On the other hand, we did not find persuasive empirical support, at least direct support, for the second claim. Specifically, at the school level, student incidents reported to law enforcement systematically did not distribute unevenly across various student sub-groups, including students of color (e.g., the overall concentration of minority students in a school did not influence the rate at which schools report students to law enforcement). It is important to emphasize, however, that the SSOCS data set does not contain demographic data (e.g., race/ethnicity, gender, socio-economic status) on the individual students whose conduct triggered a school referral to law enforcement agencies. Thus, at one level, the persistent claims that school reports to law enforcement agencies systematically distribute unevenly across various student subgroups certainly remain viable--indeed, supportive anecdotal and related evidence exists. Our narrower point, however, is that as it relates to the specific claim that referrals to law enforcement raises troubling distributional issues at the school level, such an assertion does not--and cannot-- find direct empirical support from the nation's leading school safety and violence data set. Moreover, if anything, the weight of existing indirect school-level evidence does not generally hint at any troubling distributional outcomes.

Our finding that the overall concentration of students of color in a school largely does not influence the rate at which schools report students to law enforcement may surprise many, especially because racial inequalities are pervasive in our public school system, criminal justice system, and in many other areas of our society. Yet this finding actually comports with our general understanding of how implicit racial bias influences decision-making, especially in the school disciplinary context. Specifically, when disciplinary incidents require school authorities to subjectively characterize behavior (e.g., defiance, disrespect, disruption), the effects of implicit racial bias are more pronounced, often resulting in significant inequitable outcomes. But when less characterization is required (e.g., possession of drugs, fighting, theft), which is the basis of the vast majority of referrals to law enforcement, the effects of implicit bias often are muted, resulting in fewer racial equity concerns.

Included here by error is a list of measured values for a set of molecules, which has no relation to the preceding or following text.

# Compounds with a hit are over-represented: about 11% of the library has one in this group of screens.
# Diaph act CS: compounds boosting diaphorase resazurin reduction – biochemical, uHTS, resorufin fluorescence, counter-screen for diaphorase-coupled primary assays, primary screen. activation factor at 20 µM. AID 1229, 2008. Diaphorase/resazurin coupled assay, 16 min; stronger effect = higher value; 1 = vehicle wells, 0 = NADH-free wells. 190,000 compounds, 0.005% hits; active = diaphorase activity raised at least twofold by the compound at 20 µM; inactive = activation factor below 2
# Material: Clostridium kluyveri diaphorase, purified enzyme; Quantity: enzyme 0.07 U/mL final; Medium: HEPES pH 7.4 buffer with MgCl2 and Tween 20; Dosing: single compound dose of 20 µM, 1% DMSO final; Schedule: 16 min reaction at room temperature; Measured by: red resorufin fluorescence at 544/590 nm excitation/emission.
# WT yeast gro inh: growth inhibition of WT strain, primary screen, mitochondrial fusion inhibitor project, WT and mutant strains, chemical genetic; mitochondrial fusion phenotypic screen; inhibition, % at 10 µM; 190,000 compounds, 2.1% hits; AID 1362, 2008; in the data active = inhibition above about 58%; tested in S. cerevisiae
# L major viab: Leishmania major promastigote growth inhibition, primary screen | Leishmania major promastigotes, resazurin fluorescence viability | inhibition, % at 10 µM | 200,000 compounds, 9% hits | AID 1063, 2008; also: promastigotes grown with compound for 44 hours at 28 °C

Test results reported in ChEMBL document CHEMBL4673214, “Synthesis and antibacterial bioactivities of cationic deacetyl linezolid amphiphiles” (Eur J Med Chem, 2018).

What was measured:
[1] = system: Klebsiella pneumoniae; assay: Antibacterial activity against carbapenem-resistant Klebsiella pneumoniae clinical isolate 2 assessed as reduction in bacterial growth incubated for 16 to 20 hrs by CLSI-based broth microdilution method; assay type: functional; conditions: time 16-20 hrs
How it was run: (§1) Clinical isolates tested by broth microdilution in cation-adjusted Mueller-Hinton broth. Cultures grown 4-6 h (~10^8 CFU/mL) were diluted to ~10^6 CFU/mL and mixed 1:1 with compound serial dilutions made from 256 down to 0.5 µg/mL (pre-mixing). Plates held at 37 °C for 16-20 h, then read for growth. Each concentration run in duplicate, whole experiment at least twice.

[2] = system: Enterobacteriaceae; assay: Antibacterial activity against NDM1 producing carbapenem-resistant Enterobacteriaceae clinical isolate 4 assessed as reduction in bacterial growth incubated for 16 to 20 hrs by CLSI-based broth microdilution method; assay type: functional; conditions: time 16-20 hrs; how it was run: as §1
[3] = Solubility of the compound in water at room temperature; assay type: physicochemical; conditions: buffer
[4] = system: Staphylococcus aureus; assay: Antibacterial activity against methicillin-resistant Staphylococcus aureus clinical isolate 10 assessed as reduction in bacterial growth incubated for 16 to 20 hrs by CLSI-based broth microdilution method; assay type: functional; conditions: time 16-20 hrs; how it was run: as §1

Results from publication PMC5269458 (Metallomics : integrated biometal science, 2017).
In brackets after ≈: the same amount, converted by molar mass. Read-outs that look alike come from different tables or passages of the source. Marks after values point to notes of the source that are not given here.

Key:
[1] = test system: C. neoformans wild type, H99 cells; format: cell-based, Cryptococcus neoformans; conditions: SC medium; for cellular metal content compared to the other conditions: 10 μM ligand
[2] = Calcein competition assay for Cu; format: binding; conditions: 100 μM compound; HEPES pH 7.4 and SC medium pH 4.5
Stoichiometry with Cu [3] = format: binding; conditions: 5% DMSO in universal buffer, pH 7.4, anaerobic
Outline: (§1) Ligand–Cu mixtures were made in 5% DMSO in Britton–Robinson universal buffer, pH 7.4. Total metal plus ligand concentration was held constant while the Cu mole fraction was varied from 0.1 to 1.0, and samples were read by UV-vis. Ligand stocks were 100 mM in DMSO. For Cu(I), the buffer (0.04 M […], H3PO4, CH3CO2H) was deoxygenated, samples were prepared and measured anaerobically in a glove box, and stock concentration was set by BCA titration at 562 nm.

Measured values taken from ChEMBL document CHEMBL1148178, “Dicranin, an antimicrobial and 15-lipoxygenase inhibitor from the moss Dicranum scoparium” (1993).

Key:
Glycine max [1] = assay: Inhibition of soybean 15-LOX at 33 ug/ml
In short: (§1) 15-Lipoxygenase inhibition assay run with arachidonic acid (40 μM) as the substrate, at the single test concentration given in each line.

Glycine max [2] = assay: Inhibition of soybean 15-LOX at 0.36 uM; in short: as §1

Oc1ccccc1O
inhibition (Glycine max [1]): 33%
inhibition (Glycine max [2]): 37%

The primary motivation for this Article flows from the reality that the empirical school-to-prison pipeline research's focus on school reports of student incidents to law enforcement agencies entirely ignores a potential outcome of equal import: school decisions to not report; that is, where school administrators exercise discretion, decide against formally engaging law enforcement, and handle a student disciplinary incident internally. Given the growing SRO/police presence in public schools and its prominence in the “school-to-prison pipeline” debate, we are especially interested in assessing the extent to which, if any, a school's SRO/police presence informs the school administrators' exercise of discretion when it comes to reporting student incidents to law enforcement agencies. In other words, this study's principal scholarly contribution emerges from expanding the analytic sweep of school-to-prison pipeline research to include an assessment of a school's probability of not referring student incidents to law enforcement agencies. Indeed, comparing how schools' reporting and non-reporting rates distribute provides helpful insights into how schools exercise institutional discretion in the student discipline context. What we find, on balance, is that schools with a comparatively greater SRO/police presence are systematically more inclined to report rather than exercise discretion and non-report student disciplinary incidents.

A second important contribution of this study is that it further illuminates the complexities associated with race and student discipline. More specifically, because nonreporting contexts invite heightened discretion, and discretion is a key condition that often triggers the effects of implicit racial bias, one might expect to find greater racial disparities relating to nonreporting decisions for various disciplinary offenses. However, similar to the school reporting context, we find that the overall concentration of students of color in a school largely does not influence when schools decide to exercise institutional discretion and not report to law enforcement. Once again, this may occur because offenses normally subject to a potential report to law enforcement typically require more objectively defined judgment (e.g., possession of weapons or drugs, fighting, theft) that is less susceptible to the influences of bias.